ALL-STAR GAME: 1959 WORLD SERIES: 1959
OLYMPIC GAMES: 1932, 1984 SUPER BOWLS: 1967, 1973
What an abomination! If Dodgers' owner Walter O'Malley was looking for a venue with higher ticket sales potential than Ebbets Field, he sure found it here at Memorial Coliseum. Only a small fraction of the 93,000 seats were close to the diamond, however. The huge fence erected in left field failed to make up for the ridiculously short distance, and many routine pop flies hit in that direction thus became home runs. Perhaps one could justify playing one or two seasons at such an inappropriate facility, but spending four years there while Dodger Stadium was being built was utterly beyond reason. They should have either torn out a section of the stands to provide at least a semblance of real baseball action, or else the Dodgers should have been forced to play across town in L.A.'s Wrigley Field, where the expansion Angels team played in 1961.
When first built in 1923, the seating capacity was 74,000. A dozen or so rows were added around the entire perimeter of the stadium in time for the 1932 Olympic Games. (Many people think Cleveland Stadium was built for the Olympics, but that was not the case.) Architecturally, Memorial Coliseum is quite distinctive, with those big arches and columns framing the scoreboard and clock on the open side, opposite from the baseball diamond. The one convenient aspect for baseball is that the big entryway tunnel provided a decent amount of room behind home plate. Fans sitting there were nearly 20 feet above ground, however.
Memorial Coliseum resembled other temporary stadiums in lacking any roof, and likewise for football stadiums, the two classes to which it belongs. The only other stadium which approximated the total ground area it covered was Exhibition Stadium in Toronto. The fence in right-center field was originally much further from home plate (440 feet), but it was moved closer in 1959 (to 375 feet) because so few home runs had been hit in that direction. That fence was also moved back out in 1960 (to 394 feet) and back in in 1961 (to 380 feet, as shown in the diagram). The Dodgers set franchise attendance records during their four years at Memorial Coliseum, one of the most successful relocations ever.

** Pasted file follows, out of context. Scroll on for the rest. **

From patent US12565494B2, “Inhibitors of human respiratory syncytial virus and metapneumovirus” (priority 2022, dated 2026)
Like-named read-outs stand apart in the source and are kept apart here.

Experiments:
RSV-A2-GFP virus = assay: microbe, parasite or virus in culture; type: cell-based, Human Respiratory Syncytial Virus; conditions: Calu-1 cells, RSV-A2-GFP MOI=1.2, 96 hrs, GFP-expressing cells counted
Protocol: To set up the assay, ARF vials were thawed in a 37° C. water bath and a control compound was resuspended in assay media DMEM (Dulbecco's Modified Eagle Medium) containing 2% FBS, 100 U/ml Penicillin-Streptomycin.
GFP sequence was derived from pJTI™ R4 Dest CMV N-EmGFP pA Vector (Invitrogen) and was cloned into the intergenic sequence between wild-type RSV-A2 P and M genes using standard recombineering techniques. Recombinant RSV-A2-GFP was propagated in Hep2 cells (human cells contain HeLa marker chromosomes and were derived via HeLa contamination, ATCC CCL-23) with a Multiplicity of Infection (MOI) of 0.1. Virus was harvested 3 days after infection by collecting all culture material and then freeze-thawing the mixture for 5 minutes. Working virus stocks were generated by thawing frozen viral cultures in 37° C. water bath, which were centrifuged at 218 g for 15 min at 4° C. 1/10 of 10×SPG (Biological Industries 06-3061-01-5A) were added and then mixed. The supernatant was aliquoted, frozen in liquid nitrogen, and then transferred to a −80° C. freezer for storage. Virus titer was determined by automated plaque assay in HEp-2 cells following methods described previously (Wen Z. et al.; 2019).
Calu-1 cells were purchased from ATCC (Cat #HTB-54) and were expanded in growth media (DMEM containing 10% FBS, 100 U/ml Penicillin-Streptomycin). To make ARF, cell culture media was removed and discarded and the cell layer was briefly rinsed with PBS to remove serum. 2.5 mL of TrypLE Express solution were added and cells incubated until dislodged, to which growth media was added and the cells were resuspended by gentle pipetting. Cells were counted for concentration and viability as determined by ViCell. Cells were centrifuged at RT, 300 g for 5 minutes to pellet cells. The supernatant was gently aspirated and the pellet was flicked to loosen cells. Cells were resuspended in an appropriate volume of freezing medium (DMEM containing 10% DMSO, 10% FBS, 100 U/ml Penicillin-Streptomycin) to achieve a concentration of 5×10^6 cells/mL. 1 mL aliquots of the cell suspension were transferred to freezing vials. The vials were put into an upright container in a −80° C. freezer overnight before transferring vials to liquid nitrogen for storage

CINEMA: Memorial Coliseum "played the role" of Baltimore's Memorial Stadium in the movie 61* (2001). To pull off the illusion, huge curtains were hung across the stands on the southeast side. Brief scenes purporting to be from Fenway Park and Griffith Stadium were also shot here. The diamond was apparently laid out with home plate in the middle rather than near the side entrance.
Memorial Coliseum was the home of the L.A. Rams football team from 1946 to 1979, and was the home of the L.A. Chargers in 1961, before they moved to San Diego. In 1980, the Rams moved into newly-expanded Anaheim Stadium, home of the Angels. Two years later the Raiders moved down from Oakland to take advantage of the huge vacant facility, and Memorial Coliseum became their home field from 1982 to 1994. Somehow, after the Raiders moved in, the official capacity fell from 93,000 to 67,800; this may have reflected bigger seats or remote seating sections that had been closed. In 1993, the playing field was lowered by several feet to permit the construction of 14 extra rows of seats around the entire field, which thereby shrank considerably. This covered the old running tracks that were used in the 1932 and 1984 Olympic Games. As part of the renovations, the old bleacher benches were replaced by individual seats with backs. In addition, temporary bleacher section was installed in the vast vacant area on the east side. This left a large number of seats on the east end beyond effective viewing range, so even with all the new seats, the capacity was 92,000 virtually the same as it had been when the Rams and Dodgers played here. The very next year (1994), however, a large earthquake caused major damage requiring extensive repairs, and the Raiders decided to move back to the Oakland. Since the Rams moved to St. Louis and the Raiders returned to Oakland in 1995, L.A. has been devoid of professional football, not counting the defunct XFL, that is.
For the past few years, there have been periodic discussions in Los Angeles about whether to renovate Memorial Coliseum as a means to attract a new NFL franchise, or just to replace it entirely. In 2005, the Rose Bowl in Pasadena was considered a more likely NFL venue, but in May 2006 developers proposed to renovate Memorial Coliseum with an upper deck inside the existing bowl, much like what Chicago did with Soldier Field. In January 2009 there were rumors that the San Diego Chargers might move to Los Angeles, possibly to their original home at Memorial Coliseum. In 2010 a proposal was unveiled to build a new football stadium in the City of Industry, located east of L.A. In the fall of 2012, the Los Angeles city council gave preliminary approval to a proposed new football stadium which would be located in downtown L.A. The process could drag on for years, however.
On March 29, 2008, the Dodgers celebrated the 50th anniversary of their move to Los Angeles by playing a game against the Red Sox at Memorial Stadium. With the dozen or so extra rows of seats installed in the 1990s, the left field fence was only 192 feet away from home plate.
SOURCES: Pastier (2007), Lowry (1992, 2006), Rosen (2003), Gershman (1993)
WEB LINK: stadiumsofnfl.com
FAN TIPS: Bruce Orser, Dave Zanko, Matt Ereth